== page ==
proceeded by intelligent perfected beings from other and older evolutions,
and compounded also of the egos or individual spirits for and by whom it
emanates. Hence man as we know him is held to be a conscious spirit, the
flower of evolution, with other and lower classes of egos below him in the
lower kingdoms, all however coming up and destined one day to be on the same
human stage as we now are, we then being higher still. 

Man's consciousness being thus more perfect is able to pass from one to
another of the planes of differentiation mentioned. If he mistakes any one
of them for the reality that he is in his essence, he is deluded; the object
of evolution then is to give him complete self-consciousness so that he may
go on to higher stages in the progress of the universe. 

His evolution after coming on the human stage is for the getting of
experience, and in order to so raise up and purify the various planes of
matter with which he has to do, that the voice of the spirit may be fully
heard and comprehended.

He is a religious being because he is a spirit encased in matter, which is
in turn itself spiritual in essence. Being a spirit he requires vehicles
with which to come in touch with all the planes of nature included in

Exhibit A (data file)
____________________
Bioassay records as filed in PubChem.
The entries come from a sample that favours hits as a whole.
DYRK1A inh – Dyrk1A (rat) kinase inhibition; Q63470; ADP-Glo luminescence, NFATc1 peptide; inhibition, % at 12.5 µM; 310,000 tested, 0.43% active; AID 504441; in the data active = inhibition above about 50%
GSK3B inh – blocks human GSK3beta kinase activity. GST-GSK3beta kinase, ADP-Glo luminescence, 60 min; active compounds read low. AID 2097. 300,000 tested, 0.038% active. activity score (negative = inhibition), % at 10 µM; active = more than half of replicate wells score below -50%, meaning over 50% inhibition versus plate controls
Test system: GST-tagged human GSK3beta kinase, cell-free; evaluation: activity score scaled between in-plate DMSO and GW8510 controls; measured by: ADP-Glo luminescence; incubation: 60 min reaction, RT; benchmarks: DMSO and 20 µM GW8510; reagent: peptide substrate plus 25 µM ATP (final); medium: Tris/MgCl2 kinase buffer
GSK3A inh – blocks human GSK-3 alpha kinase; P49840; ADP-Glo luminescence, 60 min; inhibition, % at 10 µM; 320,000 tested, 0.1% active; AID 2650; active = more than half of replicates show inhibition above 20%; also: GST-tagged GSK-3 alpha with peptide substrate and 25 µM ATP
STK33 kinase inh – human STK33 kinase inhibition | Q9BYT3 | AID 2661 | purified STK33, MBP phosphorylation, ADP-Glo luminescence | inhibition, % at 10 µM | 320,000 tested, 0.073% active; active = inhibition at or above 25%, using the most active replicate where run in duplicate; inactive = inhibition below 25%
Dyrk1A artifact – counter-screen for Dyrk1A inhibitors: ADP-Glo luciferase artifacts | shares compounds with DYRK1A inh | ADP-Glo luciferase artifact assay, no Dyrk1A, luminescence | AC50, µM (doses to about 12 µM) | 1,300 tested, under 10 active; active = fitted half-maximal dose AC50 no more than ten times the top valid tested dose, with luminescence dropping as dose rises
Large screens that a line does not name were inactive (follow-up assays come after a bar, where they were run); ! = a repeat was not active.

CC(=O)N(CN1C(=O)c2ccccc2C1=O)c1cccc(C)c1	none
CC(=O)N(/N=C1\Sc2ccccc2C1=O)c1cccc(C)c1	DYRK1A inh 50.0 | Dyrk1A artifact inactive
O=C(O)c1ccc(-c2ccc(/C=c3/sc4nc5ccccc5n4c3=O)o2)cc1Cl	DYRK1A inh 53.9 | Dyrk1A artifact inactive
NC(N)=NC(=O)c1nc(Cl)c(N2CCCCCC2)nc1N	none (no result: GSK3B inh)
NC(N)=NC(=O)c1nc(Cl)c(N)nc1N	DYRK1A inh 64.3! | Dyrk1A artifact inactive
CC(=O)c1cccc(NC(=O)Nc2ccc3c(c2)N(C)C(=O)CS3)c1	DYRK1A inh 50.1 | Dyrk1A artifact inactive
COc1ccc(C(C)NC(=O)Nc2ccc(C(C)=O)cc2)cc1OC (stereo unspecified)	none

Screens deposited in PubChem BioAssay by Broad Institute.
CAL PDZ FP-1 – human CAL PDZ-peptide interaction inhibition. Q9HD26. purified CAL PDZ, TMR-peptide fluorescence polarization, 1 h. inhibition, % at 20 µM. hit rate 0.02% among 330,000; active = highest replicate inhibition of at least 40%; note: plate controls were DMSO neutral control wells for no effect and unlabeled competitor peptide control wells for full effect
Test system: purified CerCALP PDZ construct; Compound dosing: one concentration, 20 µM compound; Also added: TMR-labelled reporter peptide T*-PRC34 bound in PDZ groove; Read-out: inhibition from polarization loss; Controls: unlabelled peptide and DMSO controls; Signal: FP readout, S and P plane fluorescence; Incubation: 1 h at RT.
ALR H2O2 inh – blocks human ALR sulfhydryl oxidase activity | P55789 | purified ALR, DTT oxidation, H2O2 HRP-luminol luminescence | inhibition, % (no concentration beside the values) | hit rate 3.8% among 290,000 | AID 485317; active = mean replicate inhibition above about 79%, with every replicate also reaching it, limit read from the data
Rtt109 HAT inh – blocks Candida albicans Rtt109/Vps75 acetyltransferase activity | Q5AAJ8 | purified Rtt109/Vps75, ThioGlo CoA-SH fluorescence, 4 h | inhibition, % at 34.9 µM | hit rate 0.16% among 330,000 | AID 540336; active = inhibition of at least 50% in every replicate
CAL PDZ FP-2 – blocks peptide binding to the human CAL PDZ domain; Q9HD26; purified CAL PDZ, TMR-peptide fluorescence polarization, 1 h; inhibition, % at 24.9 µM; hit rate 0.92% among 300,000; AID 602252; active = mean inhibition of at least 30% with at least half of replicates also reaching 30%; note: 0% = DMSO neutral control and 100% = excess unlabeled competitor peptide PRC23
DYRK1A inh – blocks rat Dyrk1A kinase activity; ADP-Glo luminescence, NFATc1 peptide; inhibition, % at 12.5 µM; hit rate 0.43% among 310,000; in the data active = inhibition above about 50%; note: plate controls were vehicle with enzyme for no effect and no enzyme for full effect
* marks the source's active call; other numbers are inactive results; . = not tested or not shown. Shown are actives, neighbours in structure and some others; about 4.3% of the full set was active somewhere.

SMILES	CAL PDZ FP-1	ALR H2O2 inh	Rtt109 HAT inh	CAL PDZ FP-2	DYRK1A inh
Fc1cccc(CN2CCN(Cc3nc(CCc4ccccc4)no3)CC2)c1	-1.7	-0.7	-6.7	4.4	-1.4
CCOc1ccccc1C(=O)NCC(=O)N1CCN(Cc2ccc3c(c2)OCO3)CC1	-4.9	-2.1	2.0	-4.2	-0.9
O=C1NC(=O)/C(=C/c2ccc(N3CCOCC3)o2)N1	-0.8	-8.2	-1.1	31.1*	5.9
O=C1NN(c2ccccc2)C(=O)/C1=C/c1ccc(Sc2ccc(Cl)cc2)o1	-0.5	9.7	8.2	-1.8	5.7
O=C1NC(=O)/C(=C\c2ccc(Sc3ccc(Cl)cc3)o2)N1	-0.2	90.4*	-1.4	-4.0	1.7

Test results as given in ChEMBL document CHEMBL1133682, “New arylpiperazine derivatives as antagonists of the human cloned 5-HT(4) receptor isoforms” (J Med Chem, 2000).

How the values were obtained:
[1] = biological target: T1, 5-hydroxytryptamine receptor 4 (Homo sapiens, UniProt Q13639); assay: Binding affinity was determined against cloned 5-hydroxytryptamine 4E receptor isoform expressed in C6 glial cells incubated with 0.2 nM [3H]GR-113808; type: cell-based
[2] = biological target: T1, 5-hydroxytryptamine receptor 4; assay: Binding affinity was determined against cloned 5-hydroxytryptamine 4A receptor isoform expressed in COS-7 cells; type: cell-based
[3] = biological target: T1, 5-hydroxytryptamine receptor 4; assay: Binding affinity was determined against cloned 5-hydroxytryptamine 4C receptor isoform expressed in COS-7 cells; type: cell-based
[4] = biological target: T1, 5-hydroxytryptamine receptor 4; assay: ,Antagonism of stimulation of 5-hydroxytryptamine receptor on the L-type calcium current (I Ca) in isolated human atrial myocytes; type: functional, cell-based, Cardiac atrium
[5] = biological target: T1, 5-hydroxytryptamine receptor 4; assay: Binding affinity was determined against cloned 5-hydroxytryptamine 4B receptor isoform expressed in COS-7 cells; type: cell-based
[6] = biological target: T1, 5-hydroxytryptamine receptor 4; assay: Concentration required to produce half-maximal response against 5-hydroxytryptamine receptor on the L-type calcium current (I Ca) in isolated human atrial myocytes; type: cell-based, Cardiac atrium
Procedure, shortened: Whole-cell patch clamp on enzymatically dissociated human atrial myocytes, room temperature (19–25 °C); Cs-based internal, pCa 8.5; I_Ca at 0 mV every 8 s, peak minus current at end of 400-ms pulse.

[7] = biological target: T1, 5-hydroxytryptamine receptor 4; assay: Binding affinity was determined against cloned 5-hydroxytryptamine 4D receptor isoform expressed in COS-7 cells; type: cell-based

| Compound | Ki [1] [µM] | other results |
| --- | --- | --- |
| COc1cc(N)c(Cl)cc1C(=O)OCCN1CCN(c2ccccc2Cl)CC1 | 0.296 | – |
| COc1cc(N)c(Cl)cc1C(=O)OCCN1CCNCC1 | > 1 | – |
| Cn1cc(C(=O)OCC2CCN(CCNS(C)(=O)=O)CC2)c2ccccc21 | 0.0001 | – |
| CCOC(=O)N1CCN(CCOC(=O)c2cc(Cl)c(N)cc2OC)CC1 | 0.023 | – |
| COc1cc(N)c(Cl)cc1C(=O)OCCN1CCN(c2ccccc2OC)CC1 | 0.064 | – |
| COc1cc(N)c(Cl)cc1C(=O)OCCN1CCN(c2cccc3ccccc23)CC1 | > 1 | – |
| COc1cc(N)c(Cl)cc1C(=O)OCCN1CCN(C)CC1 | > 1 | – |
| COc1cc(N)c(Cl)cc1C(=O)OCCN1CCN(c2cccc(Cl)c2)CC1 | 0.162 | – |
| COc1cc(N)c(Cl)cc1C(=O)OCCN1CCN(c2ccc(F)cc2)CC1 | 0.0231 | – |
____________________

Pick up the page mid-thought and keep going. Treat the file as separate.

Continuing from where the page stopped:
evolution, and it is these vehicles that make of him an intricate, composite
being, liable to error, but at the same time able to rise above all
delusions and conquer the highest place. He is in miniature the universe,
for he is as spirit, manifesting himself to himself by means of seven

Therefore is he known in Theosophy as a sevenfold being. The Christian
division of body, soul, and spirit is accurate so far as it goes, but will
not answer to the problems of life and nature, unless, as is not the case,
those three divisions are each held to be composed of others, which would
raise the possible total to seven. 

The spirit stands alone at the top, next comes the spiritual soul or Buddhi
as it is called in Sanskrit. This partakes more of the spirit than any below
it, and is connected with Manas or mind, these three being the real trinity
of man, the imperishable part, the real thinking entity living on the earth
in the other and denser vehicles by its evolution. 

Below in order of quality is the plane of the desires and passions shared
with the animal kingdom, unintelligent, and the producer of ignorance
flowing from delusion. It is distinct from the will and judgment, and must
therefore be given its own place. 

On this plane is gross life, manifesting, not as spirit from which it
derives its essence, but as energy and motion on this plane. It being common
to the whole objective plane and being everywhere, is also to be classed by
itself, the portion used by man being given up at the death of the body. 

Then last, before the objective body, is the model or double of the outer
physical case. This double is the astral body belonging to the astral plane
of matter, not so dense as physical molecules, but more tenuous and much
stronger, as well as lasting. It is the original of the body permitting the
physical molecules to arrange and show themselves thereon, allowing them to
go and come from day to day as they are known to do, yet ever retaining the